I occasionally do this, though it’s not my first choice (more on that below). When I opt for this approach it’s because what you said (not compromising prod with some test-only backdoors), and also to communicate to the reader that this particular backdoor is required only for tests.
However, in this particular case I’d do something along the lines of
conn = get(authenticate(login, pass), path_under_test)
The authors mention this option, but they also reason that this would
quickly become expensive, because most tests will require a logged-in user.
This statement feels like an early generalization. With
rounds set to 1 as suggested in pbkdf2 docs, and Ecto sandbox used, the overhead of this step shouldn’t be too large, at least not in smaller projects. Thus, I’d start with authentication via request, and move to some other version if this approach is proven to introduce significant overhead. The change should boil down to changing the implementation of the
authenticate function, so it should be straightforward and localized.
The benefit of actually making a request is that the tests are using the public API, instead of introducing some backdoors. The tests are IMO more straightforward to understand, and they work closer to the way the system is used in production.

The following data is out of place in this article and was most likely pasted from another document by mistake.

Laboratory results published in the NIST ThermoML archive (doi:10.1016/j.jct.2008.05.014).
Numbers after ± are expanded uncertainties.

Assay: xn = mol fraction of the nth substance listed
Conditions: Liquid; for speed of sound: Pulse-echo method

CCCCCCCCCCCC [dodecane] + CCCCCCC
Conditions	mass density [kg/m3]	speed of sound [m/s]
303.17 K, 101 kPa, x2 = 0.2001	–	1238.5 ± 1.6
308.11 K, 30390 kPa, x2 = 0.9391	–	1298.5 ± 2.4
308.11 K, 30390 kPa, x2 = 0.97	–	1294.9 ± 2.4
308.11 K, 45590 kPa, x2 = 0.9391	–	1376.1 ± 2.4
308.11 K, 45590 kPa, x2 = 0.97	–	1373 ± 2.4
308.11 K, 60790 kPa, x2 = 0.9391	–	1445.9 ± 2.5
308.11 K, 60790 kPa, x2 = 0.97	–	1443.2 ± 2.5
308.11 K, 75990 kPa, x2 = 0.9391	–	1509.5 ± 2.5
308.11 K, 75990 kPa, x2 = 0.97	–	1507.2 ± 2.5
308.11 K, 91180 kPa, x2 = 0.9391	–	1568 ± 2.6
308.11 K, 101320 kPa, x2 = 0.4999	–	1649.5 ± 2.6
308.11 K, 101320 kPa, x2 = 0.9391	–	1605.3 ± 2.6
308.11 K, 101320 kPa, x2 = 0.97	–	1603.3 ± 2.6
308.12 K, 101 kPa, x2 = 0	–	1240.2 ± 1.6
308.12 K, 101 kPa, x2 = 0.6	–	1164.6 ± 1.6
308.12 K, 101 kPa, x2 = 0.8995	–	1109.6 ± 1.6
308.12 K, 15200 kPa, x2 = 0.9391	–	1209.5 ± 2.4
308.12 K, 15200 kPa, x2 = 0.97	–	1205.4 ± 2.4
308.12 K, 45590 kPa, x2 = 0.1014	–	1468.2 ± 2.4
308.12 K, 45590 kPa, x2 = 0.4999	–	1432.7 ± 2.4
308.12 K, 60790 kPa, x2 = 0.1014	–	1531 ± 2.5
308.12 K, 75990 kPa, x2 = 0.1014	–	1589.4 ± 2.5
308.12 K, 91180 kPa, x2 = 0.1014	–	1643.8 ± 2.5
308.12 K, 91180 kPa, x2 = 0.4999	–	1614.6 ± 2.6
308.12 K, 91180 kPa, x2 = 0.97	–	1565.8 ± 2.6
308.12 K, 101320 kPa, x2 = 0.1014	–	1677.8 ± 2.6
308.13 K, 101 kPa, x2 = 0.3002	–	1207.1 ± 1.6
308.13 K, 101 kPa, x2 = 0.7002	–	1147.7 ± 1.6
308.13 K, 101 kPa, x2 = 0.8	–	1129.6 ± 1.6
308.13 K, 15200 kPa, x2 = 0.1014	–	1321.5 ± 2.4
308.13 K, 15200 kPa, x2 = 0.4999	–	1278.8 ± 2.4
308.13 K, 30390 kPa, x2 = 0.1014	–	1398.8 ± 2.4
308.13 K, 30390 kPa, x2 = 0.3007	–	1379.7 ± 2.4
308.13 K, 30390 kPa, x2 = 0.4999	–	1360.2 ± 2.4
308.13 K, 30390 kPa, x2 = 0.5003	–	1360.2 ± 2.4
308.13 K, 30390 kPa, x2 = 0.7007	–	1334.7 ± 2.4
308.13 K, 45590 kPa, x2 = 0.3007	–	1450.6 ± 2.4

A few months ago I started mentoring team in one digital agency, and we introduced this approach to testing. Our general strategy is to use context functions in the arrange phase of the AAA pattern. Developers extract arrange part into private helper function(s) in the same case module. This extraction is first and foremost done to improve the clarity of tests. We aim to keep the arrange phase short and intention revealing without being bothered about mechanical details. If, over time, we need some functions in multiple test cases, we move them into a test/support helper module.
This approach has so far worked well for us, and the team was able to implement a couple of smaller projects without needing to resort to test-only modifications of the lib code. As a result, both the test and the lib are clearer and straight to the point.
If in the future we see that some arrange helpers are causing our tests to be slow, we’ll consider optimizations and we might introduce backdoors where needed, but we’ll do this when there’s actual need, and we’ll do it on a case by case basis, which should keep as much of our tests as possible based on external API.